France PAL DVD

Anamorphic Widescreen 1.85:1

English DTS 5.1, DD 5.1

French DTS 5.1, DD 5.1

Subtitles: none



MOVIE: 8.5





The animated film industry is very cliquish. If an animated film is not Disney, Miyazaki, Pixar, or Japanese anime, where does that film stand? It stands alone in the corner…ignored. It’s pretty sad because if any country has a popular film industry, it usually means that particular country is also making films for children and teenagers, such as animated films. And guess what? There are many good, unknown animated films out there from other countries that are not getting distributed in other countries. France stands alone in the corner, but they have always made good animated films. It’s just that not too many people can name them. No one outside Europe really knows of Michel Ocelot (France’s version of Walt Disney) or Rene Laloux. Outsiders know a little bit about Sylvain Chomet (director of The Illusionist and The Triplets of Belleville). But still, who cares about old school two-dimensional, hand-drawn animation? These guys can’t compete against Pixar’s computer-animated animals running around like bug-eyed, hyper maniacs screaming out their dialogue. And from an American perspective, I’ve always loved animated films released by the underdog companies such as Dreamworks and Don Bluth. Even as a kid, I never understood why these films are supposed to be considered inferior to Disney ones. I remember when The Last Unicorn was released when I was young and I remember people saying that it’s a new animated film AND it’s not a Disney film. Who cares what it is not? They are different from Disney, but so what? Why does every recent animated film have to have bug-eyed manic animals running around? They don’t. I like animated films – all kinds and from any country. And France’s Les Enfants de la Pluie (aka The Rain Children) is a great animated film for children and adults.

The Rain Children is based on a book by Serge Brussolo, directed by Philippe Leclerc, and characters designed by Heavy Metal artist Caza. For anyone that has read a Heavy Metal comic book in their life, you should be very pleased with The Rain Children. As in most French fantasy/sci-fi comic books (such as the ones found in Heavy Metal), you will discover creative alien worlds, diverse characters, interesting stories, and your typical balance of drama, romance, humor, action (usually very violent), and sexiness. The Rain Children film is like one of those French fantasy graphic novels come to life. This film was marketed to French kids, so they can deal with a little more uncensored adult stories than little innocent American kids, but if it had to get a rating, it’s like a heavy PG-13 or a light R. The film is lightly sprinkled with decapitations, characters melted by sunlight, arrows shot into people’s heads and hands, limbs chopped off, and a little bit of nudity. The animation is beautiful and the story is interesting from beginning to end. This epic fantasy film has a coherent story that is exciting, has characters with depth, has awesome villains, and the film is even a bit touching. I just want to remind everyone that it’s not so simple for an animated film to get everything right – this is why Disney, Miyazaki, and Pixar are so popular because they focus on all aspects of the film. There are some countries in the world that have a huge animated film industry but forget to give the audience a complete package – I’m pointing my figure to Japan – they love spending years and years animating a film with such great beauty and detail but they tend to forget to hire a screenwriter. The Rain Children is a complete movie! When you watch it, you get pulled into the story which is sort of like a combination of DUNE, AVATAR (Cameron), and AVATAR THE LAST AIRBENDER (the cartoon). The beautiful hand-drawn animation (by South Korea) and story is accompanied by an amazing score. Even though it may seem like a nicely animated Saturday morning cartoon at a quick glance, the movie is not – it’s much more. Don’t forget that there was a time when two-dimensional, hand-drawn animated films were released in theaters before this CGI Pixar-style overkill.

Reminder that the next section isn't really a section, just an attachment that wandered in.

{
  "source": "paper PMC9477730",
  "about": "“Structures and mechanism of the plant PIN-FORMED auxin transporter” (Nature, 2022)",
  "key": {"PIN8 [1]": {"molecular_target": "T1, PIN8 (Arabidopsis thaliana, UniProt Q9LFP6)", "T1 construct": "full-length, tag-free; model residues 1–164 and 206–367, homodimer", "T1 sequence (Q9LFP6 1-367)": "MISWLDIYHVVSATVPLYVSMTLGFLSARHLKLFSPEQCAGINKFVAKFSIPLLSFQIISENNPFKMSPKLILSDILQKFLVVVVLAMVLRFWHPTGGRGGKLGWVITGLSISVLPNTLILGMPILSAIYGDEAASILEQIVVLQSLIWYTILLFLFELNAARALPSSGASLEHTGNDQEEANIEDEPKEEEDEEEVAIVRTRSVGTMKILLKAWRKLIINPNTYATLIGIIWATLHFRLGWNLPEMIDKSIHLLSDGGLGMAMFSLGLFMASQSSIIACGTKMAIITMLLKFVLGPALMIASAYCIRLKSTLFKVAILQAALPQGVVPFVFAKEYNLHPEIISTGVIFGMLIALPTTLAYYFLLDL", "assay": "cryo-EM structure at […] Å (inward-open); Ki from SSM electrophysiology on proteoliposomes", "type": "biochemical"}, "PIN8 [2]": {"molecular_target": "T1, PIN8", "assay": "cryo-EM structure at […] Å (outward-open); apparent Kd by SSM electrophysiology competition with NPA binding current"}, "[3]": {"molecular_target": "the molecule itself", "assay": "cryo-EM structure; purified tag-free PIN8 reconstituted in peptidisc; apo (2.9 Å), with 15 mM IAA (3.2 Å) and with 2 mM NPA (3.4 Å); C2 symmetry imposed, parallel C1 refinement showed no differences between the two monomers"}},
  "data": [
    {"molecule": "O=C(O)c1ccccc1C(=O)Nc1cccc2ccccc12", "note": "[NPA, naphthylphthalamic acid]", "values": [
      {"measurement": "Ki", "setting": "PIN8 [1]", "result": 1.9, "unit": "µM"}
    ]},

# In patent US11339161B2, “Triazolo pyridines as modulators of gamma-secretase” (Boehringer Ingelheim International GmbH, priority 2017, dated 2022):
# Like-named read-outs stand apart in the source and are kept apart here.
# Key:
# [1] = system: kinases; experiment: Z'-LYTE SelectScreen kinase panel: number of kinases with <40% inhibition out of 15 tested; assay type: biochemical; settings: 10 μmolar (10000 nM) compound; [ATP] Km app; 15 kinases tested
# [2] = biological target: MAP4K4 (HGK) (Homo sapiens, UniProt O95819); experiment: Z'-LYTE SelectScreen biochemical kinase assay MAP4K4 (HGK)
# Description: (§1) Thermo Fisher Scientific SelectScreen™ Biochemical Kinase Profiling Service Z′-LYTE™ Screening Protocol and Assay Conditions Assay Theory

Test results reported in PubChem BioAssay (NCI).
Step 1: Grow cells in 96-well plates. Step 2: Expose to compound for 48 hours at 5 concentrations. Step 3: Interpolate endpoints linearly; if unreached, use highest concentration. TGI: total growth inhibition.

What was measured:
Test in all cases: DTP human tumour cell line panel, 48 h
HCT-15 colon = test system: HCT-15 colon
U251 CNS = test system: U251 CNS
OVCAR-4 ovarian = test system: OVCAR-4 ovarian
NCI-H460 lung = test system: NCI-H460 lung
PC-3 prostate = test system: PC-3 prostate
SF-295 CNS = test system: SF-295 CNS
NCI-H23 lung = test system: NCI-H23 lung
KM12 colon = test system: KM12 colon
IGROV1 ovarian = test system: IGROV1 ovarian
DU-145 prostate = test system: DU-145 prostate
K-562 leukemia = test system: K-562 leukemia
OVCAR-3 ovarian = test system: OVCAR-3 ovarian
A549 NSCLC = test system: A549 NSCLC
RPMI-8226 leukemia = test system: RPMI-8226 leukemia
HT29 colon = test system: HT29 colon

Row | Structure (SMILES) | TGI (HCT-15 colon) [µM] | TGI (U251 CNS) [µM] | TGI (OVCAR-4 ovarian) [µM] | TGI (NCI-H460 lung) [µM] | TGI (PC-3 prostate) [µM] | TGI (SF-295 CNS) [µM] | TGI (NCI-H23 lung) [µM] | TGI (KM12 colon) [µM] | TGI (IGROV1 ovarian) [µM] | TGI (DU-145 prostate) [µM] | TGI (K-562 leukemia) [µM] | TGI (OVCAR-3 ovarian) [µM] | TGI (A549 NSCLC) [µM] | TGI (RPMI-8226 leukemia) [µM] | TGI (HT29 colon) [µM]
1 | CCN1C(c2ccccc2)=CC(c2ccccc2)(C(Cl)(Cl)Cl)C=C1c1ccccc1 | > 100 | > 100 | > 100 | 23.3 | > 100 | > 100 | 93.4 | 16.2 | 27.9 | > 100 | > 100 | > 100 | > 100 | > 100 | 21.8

The France 2-disk PAL DVD is great. The anamorphic widescreen video quality is totally satisfying. The colors are quite impressive, looking rich and deep throughout the picture. The image is consistently clear and crisp, although not quite razor sharp as one would expect to see on a blu-ray of course. I only noticed one quick scene (like 2 seconds) of slight traces of pixelization one dark scene with the camera panning to the right, but other than that, that’s it. Pretty damn good presentation! The DTS 5.1 English, with a pretty good group of voice actors (especially the villains), was powerful and active, alternately going between loud action scenes to softer quiet scenes, capturing the atmosphere perfectly. We feel the sword fighting scenes and all the other cool sound effects in this film. The action scenes and the musical score are wonderfully enveloping. There are no subtitles on this DVD – it’s not like you can listen to the movie with the French audio with English subs. It’s okay because the English soundtrack is very good – I think I liked more of the English voices more than the French voices after flipping back and forth to see how characters sound in different languages. The extras aren’t English-friendly, but still interesting all the same. There’s a documentary on graphic artist Caza, a making of the movie, and some trailers for other movies.

If you like professionally-made, hand-drawn, epic animated fantasy films, then you should check out The Rain Children.